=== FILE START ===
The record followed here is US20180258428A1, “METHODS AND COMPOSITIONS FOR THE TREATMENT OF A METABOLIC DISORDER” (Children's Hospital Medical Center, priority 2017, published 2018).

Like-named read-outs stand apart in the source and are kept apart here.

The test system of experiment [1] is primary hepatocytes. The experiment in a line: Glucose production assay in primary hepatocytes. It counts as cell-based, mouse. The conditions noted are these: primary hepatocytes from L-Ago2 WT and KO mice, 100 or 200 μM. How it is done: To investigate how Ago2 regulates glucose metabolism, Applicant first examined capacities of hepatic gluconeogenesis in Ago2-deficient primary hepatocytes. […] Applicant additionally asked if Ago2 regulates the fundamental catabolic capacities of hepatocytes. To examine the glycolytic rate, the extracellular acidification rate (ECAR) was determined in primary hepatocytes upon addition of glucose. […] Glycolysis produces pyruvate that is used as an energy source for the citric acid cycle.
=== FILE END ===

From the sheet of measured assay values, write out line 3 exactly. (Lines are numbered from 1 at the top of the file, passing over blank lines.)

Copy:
The test system of experiment [1] is primary hepatocytes. The experiment in a line: Glucose production assay in primary hepatocytes. It counts as cell-based, mouse. The conditions noted are these: primary hepatocytes from L-Ago2 WT and KO mice, 100 or 200 μM. How it is done: To investigate how Ago2 regulates glucose metabolism, Applicant first examined capacities of hepatic gluconeogenesis in Ago2-deficient primary hepatocytes. […] Applicant additionally asked if Ago2 regulates the fundamental catabolic capacities of hepatocytes. To examine the glycolytic rate, the extracellular acidification rate (ECAR) was determined in primary hepatocytes upon addition of glucose. […] Glycolysis produces pyruvate that is used as an energy source for the citric acid cycle.